A Vietnam Vet Against Bush and Perpetual War
by Robert Gaiek
March 15, 2003
This is in response to the Buzzflash Mailbag letter, 03/13/03, from "Barbara in NYC." She writes that she will not "buy into the guilt trip about not supporting the troops." The administration is banking on a robotic response from all Americans once they start the upcoming illegal, un-provoked war. They are confident that all dissent will be silenced as soon as the first missiles start raining down on Baghdad. My God, what has happened to the democracy we once had in this country? All who are willing to be silenced are cowards and not worthy of protection. This war is wrong and immoral even if the UN finally condones it. It is a war crime waiting to happen.
I join Barbara in her belief that the "anti-war protesters are the ones who are truly supporting our troops." She is on the right track. It is unfortunate that it took so long for the majority of Americans to admit that Vietnam was a mistake that neither Johnson nor Nixon had the political will to disengage from. Nixon finally did it with great dishonor to our country. The small percentage of Vietnamese who truly supported us were abandoned like the useless helicopters that were destroyed and left behind. The loyalists were left to be imprisoned in re-education camps. Many were simply executed without trial--a procedure our once proud nation now proudly embraces with the boasting words of a president who now governs like a madman out of control.
To this day, Vietnam is scarred by the legacy of the chemical warfare we waged on the land and the people. I have finally filed my own "Agent Orange" claim against our government and I am scheduled for my initial screening exam at the VA on Saturday, 3/15/03, while thousands of people, I hope, engage in demonstrations against the pending war. Where were they in 1969 while Kissinger was making a mockery of the "secret" Paris peace talks? Where were they when we were killing civilians simply because there was no way to be certain who was truly on our side? Where were they when the press dutifully reported what the generals said at the 5 o'clock follies in Saigon? Where were they when I was nailed by a booby trap placed by someone who was not interested in the gift of democracy my government was offering?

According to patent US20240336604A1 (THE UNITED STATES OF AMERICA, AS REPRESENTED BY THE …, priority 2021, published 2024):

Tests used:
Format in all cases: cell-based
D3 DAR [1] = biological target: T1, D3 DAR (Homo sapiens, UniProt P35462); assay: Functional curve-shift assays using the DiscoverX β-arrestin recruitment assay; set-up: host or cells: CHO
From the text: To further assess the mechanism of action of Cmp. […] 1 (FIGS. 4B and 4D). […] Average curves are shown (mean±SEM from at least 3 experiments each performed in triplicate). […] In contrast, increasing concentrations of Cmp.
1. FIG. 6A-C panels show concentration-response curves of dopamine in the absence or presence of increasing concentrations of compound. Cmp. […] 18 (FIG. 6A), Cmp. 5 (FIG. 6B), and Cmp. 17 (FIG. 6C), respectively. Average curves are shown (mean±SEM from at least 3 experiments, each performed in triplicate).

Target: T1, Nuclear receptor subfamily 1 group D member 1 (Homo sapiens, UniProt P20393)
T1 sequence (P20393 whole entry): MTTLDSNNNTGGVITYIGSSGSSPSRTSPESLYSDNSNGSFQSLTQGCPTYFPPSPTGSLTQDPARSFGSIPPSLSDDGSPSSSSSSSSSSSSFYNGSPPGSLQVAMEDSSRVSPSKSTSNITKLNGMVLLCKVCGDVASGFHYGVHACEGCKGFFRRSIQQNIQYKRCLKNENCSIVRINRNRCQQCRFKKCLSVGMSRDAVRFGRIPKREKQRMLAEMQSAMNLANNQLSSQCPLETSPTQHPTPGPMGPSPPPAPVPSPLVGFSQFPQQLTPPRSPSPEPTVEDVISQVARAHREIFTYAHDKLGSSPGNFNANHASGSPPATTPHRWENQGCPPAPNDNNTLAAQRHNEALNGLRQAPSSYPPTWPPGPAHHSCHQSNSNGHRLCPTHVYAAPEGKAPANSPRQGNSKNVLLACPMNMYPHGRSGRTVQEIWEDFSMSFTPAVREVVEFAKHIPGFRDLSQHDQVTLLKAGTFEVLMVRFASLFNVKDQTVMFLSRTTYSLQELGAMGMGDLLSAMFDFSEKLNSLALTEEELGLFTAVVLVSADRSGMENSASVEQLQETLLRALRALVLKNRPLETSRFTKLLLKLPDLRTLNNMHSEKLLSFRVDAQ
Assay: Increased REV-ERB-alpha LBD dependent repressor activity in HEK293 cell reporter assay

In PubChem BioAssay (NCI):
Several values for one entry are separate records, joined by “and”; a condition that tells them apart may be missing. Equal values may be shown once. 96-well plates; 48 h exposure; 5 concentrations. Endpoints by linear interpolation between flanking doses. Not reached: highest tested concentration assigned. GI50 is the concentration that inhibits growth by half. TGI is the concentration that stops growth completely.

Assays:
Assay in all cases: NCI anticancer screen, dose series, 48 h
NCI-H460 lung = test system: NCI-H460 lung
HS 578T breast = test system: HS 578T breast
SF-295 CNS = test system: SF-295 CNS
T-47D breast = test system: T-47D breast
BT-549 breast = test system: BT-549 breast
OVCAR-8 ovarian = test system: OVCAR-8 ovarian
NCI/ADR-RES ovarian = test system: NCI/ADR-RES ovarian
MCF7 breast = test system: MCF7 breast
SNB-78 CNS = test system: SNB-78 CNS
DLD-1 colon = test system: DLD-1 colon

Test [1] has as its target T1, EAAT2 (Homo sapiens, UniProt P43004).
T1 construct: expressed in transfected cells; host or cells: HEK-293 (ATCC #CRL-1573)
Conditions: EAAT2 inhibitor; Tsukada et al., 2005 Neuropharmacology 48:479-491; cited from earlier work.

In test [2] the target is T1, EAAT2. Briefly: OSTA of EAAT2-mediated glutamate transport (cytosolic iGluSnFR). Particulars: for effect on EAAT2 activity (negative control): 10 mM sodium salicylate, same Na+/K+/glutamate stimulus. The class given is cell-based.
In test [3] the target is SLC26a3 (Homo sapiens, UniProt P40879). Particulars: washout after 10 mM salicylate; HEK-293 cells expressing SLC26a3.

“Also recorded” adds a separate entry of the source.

Soldiers Become Forgotten Veterans
Diabetes type II, after about 30 years, is now accepted by the VA as an illness related to Agent Orange. I was diagnosed by a private physician as being diabetic one year after returning from Vietnam. Since that time I have used diet to control the problem and minimize its impact. Nevertheless, I have suffered from a major heart attack, stroke, vision loss in one eye, an abdominal aortic aneurysm and various other arterial problems associated with diabetes. I never knew that Agent Orange may have been the cause. Without the Internet, I still would be unaware.
Health problems resulted in the loss of a successful corporate career and, finally, the failure of my own business and a financial situation that forced me to turn to the VA for quad by-pass surgery and major surgery for aortic repair I could no longer afford. In spite of months of recording way above average glucose levels, using a VA provided test kit, and VA lab tests that are "above normal," the official diagnosis is "sugar intolerant." That is outrageous.
I acknowledge that the diabetes could have resulted even if I had never been in Vietnam. Nonetheless, after 30 years, the official legislative response is that if one has diabetes and served in Vietnam, it is "presumed" that Agent Orange is the cause. It is clear to me that the strategy is simply to stall as long as possible: "everyone will be dead in the long run." I will still file a claim because it takes 2-3 years for the VA to make a ruling, which usually has to be appealed. It is about the only form of dissent I can still physically handle.